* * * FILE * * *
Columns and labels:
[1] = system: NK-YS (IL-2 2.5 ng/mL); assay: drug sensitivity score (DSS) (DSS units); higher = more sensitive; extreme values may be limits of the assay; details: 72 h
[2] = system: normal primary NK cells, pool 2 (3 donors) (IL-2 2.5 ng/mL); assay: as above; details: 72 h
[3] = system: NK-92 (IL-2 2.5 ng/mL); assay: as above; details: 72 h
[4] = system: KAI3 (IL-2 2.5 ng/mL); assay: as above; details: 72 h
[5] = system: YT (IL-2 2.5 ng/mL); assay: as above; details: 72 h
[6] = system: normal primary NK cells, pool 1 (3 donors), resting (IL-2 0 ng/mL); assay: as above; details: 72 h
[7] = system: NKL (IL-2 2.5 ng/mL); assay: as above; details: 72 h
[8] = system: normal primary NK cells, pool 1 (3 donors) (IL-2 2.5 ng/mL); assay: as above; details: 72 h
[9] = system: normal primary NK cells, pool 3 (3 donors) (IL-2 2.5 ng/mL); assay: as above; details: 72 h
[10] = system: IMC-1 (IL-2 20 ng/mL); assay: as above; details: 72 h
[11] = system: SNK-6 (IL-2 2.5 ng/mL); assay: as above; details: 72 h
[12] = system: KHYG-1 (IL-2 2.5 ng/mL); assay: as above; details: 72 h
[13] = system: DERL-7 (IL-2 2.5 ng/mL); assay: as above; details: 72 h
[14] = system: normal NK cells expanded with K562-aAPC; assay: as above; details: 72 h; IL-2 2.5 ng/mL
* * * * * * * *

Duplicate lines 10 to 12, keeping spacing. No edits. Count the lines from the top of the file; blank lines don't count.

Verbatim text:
[9] = system: normal primary NK cells, pool 3 (3 donors) (IL-2 2.5 ng/mL); assay: as above; details: 72 h
[10] = system: IMC-1 (IL-2 20 ng/mL); assay: as above; details: 72 h
[11] = system: SNK-6 (IL-2 2.5 ng/mL); assay: as above; details: 72 h